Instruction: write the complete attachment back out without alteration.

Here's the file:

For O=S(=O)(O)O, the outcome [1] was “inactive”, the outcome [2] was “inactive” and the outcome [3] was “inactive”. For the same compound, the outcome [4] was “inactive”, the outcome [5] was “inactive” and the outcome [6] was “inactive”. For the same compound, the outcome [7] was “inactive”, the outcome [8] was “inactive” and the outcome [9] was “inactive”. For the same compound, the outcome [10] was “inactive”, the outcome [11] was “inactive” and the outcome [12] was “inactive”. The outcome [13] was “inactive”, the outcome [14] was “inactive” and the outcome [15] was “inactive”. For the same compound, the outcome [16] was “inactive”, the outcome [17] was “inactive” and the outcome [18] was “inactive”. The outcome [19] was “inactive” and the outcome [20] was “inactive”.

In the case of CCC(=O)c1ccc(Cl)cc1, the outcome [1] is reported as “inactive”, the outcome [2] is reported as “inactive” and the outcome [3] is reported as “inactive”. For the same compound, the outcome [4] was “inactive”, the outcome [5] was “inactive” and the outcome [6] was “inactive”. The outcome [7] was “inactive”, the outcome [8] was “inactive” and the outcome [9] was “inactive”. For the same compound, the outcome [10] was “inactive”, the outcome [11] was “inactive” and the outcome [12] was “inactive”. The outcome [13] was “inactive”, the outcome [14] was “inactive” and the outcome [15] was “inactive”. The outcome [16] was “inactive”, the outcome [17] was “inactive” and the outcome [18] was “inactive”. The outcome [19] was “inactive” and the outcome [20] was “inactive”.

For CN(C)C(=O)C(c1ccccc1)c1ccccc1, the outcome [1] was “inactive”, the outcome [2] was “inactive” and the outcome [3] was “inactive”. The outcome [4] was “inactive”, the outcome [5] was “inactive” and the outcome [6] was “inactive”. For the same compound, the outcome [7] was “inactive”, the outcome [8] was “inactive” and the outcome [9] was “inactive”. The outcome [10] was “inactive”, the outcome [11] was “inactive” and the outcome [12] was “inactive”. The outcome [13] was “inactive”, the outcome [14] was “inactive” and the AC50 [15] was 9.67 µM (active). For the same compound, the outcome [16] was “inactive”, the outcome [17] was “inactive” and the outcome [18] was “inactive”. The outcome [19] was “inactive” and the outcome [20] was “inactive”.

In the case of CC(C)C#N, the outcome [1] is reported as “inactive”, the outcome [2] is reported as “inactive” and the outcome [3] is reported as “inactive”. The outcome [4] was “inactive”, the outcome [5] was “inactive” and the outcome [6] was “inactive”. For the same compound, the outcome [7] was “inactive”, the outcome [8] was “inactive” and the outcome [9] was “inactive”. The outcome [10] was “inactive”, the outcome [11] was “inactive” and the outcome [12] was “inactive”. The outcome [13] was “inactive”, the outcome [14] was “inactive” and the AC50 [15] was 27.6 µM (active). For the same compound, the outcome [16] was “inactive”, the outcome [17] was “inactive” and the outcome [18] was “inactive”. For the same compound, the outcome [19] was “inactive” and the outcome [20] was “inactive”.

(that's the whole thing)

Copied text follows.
For O=S(=O)(O)O, the outcome [1] was “inactive”, the outcome [2] was “inactive” and the outcome [3] was “inactive”. For the same compound, the outcome [4] was “inactive”, the outcome [5] was “inactive” and the outcome [6] was “inactive”. For the same compound, the outcome [7] was “inactive”, the outcome [8] was “inactive” and the outcome [9] was “inactive”. For the same compound, the outcome [10] was “inactive”, the outcome [11] was “inactive” and the outcome [12] was “inactive”. The outcome [13] was “inactive”, the outcome [14] was “inactive” and the outcome [15] was “inactive”. For the same compound, the outcome [16] was “inactive”, the outcome [17] was “inactive” and the outcome [18] was “inactive”. The outcome [19] was “inactive” and the outcome [20] was “inactive”.

In the case of CCC(=O)c1ccc(Cl)cc1, the outcome [1] is reported as “inactive”, the outcome [2] is reported as “inactive” and the outcome [3] is reported as “inactive”. For the same compound, the outcome [4] was “inactive”, the outcome [5] was “inactive” and the outcome [6] was “inactive”. The outcome [7] was “inactive”, the outcome [8] was “inactive” and the outcome [9] was “inactive”. For the same compound, the outcome [10] was “inactive”, the outcome [11] was “inactive” and the outcome [12] was “inactive”. The outcome [13] was “inactive”, the outcome [14] was “inactive” and the outcome [15] was “inactive”. The outcome [16] was “inactive”, the outcome [17] was “inactive” and the outcome [18] was “inactive”. The outcome [19] was “inactive” and the outcome [20] was “inactive”.

For CN(C)C(=O)C(c1ccccc1)c1ccccc1, the outcome [1] was “inactive”, the outcome [2] was “inactive” and the outcome [3] was “inactive”. The outcome [4] was “inactive”, the outcome [5] was “inactive” and the outcome [6] was “inactive”. For the same compound, the outcome [7] was “inactive”, the outcome [8] was “inactive” and the outcome [9] was “inactive”. The outcome [10] was “inactive”, the outcome [11] was “inactive” and the outcome [12] was “inactive”. The outcome [13] was “inactive”, the outcome [14] was “inactive” and the AC50 [15] was 9.67 µM (active). For the same compound, the outcome [16] was “inactive”, the outcome [17] was “inactive” and the outcome [18] was “inactive”. The outcome [19] was “inactive” and the outcome [20] was “inactive”.

In the case of CC(C)C#N, the outcome [1] is reported as “inactive”, the outcome [2] is reported as “inactive” and the outcome [3] is reported as “inactive”. The outcome [4] was “inactive”, the outcome [5] was “inactive” and the outcome [6] was “inactive”. For the same compound, the outcome [7] was “inactive”, the outcome [8] was “inactive” and the outcome [9] was “inactive”. The outcome [10] was “inactive”, the outcome [11] was “inactive” and the outcome [12] was “inactive”. The outcome [13] was “inactive”, the outcome [14] was “inactive” and the AC50 [15] was 27.6 µM (active). For the same compound, the outcome [16] was “inactive”, the outcome [17] was “inactive” and the outcome [18] was “inactive”. For the same compound, the outcome [19] was “inactive” and the outcome [20] was “inactive”.